16S rRNA amplicon sequencing provides a relatively inexpensive culture-independent method for studying microbial communities. Although thousands of such studies have examined diverse habitats, it is difficult for researchers to use this vast trove of experiments when interpreting their own findings in a broader context. To bridge this gap, we introduce dbBact-a novel pan-microbiome resource. dbBact combines manually curated information from studies across diverse habitats, creating a collaborative central repository of 16S rRNA amplicon sequence variants (ASVs), which are assigned multiple ontology-based terms. To date dbBact contains information from more than 1000 studies, which include 1500000 associations between 360000 ASVs and 6500 ontology terms. Importantly, dbBact offers a set of computational tools allowing users to easily query their own datasets against the database. To demonstrate how dbBact augments standard microbiome analysis we selected 16 published papers, and reanalyzed their data via dbBact. We uncovered novel inter-host similarities, potential intra-host sources of bacteria, commonalities across different diseases and lower host-specificity in disease-Associated bacteria. We also demonstrate the ability to detect environmental sources, reagent-borne contaminants, and identify potential cross-sample contaminations. These analyses demonstrate how combining information across multiple studies and over diverse habitats leads to better understanding of underlying biological processes.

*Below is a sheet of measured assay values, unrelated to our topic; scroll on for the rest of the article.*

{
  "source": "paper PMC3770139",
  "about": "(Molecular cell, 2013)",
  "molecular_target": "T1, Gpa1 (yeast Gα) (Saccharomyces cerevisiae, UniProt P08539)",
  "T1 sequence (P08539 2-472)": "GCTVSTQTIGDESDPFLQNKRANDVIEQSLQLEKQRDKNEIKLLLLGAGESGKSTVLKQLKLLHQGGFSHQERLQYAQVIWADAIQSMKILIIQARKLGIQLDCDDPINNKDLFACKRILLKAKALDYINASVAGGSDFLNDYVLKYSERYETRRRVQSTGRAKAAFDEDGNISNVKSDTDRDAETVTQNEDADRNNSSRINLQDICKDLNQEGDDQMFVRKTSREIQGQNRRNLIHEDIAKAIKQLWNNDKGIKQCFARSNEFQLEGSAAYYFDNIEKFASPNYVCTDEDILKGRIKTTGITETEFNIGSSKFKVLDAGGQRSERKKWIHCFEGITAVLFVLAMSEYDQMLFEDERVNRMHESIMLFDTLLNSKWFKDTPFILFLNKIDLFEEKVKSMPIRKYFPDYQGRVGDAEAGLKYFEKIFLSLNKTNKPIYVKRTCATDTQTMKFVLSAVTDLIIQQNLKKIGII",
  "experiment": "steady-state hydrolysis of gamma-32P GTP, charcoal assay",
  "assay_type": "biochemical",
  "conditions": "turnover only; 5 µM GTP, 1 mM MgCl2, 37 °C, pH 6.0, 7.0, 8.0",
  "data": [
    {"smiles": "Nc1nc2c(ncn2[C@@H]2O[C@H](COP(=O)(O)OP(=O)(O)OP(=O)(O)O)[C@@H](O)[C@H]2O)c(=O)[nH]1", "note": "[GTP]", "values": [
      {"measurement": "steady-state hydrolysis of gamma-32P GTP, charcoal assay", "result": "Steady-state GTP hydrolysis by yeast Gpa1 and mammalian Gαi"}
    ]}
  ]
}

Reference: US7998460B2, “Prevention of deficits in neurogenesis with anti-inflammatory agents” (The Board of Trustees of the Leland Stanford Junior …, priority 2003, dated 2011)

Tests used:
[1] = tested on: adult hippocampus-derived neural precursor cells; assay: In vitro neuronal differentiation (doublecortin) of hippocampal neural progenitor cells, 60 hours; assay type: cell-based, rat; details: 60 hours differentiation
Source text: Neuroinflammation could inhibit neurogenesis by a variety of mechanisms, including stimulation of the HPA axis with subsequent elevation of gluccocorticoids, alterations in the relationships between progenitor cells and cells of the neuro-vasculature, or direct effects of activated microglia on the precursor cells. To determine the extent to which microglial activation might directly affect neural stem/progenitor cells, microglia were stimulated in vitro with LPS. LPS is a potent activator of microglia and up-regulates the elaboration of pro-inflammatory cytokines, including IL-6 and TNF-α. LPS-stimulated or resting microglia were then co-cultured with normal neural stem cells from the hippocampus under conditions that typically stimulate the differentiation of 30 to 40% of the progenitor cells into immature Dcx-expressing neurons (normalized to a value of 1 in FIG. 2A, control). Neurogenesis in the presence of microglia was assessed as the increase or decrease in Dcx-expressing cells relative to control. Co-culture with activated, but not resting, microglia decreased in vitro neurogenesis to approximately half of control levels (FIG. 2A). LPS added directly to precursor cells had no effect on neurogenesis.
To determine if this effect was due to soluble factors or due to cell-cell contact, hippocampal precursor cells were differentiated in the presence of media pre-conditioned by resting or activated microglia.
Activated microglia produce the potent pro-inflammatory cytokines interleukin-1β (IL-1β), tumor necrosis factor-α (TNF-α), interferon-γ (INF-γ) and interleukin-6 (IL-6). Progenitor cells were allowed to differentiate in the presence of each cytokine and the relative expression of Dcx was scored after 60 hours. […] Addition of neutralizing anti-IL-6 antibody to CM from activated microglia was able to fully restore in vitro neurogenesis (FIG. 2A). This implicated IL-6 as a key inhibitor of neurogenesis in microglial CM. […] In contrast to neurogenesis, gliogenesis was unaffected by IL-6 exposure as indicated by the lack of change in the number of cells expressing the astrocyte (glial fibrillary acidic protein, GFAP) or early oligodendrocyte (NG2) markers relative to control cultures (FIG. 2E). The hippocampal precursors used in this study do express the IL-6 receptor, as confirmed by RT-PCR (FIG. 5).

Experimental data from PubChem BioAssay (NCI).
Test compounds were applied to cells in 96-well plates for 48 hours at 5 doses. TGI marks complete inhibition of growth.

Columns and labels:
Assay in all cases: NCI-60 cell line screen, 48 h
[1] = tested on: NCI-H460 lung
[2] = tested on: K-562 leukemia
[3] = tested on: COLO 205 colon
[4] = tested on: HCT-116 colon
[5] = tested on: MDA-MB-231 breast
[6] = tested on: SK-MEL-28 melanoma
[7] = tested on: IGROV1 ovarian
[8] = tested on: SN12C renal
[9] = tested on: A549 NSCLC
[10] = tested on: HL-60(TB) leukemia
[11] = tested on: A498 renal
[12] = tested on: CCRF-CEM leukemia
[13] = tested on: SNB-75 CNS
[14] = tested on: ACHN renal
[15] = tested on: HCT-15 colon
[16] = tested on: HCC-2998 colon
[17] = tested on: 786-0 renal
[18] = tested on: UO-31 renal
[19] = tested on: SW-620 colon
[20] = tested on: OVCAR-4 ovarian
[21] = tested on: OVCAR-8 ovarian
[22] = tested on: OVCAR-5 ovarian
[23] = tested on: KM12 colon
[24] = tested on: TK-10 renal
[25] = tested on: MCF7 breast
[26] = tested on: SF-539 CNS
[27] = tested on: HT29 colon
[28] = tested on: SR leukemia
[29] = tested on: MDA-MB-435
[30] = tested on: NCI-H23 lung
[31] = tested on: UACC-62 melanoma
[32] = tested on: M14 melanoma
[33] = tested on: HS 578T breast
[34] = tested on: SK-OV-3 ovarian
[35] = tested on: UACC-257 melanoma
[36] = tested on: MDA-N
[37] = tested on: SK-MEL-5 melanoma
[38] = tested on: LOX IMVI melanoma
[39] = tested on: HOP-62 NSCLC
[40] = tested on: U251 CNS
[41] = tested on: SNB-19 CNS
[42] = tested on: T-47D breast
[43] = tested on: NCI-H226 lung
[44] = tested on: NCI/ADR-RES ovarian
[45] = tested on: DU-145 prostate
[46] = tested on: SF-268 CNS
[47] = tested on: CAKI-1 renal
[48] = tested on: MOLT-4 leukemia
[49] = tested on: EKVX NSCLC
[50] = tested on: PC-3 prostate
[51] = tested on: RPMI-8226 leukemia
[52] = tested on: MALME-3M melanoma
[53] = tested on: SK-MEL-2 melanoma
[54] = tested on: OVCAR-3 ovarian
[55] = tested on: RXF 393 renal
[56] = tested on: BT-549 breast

Bibliographical noteFunding Information:
N.S. is funded by the Ministry of Science, Technology & Space, Israel [3-16033]. Funding for open access charge: Open university internal fund.
© 2023 The Author(s). Published by Oxford University Press on behalf of Nucleic Acids Research.
© The Author(s) 2023. Published by Oxford University Press on behalf of Nucleic Acids Research.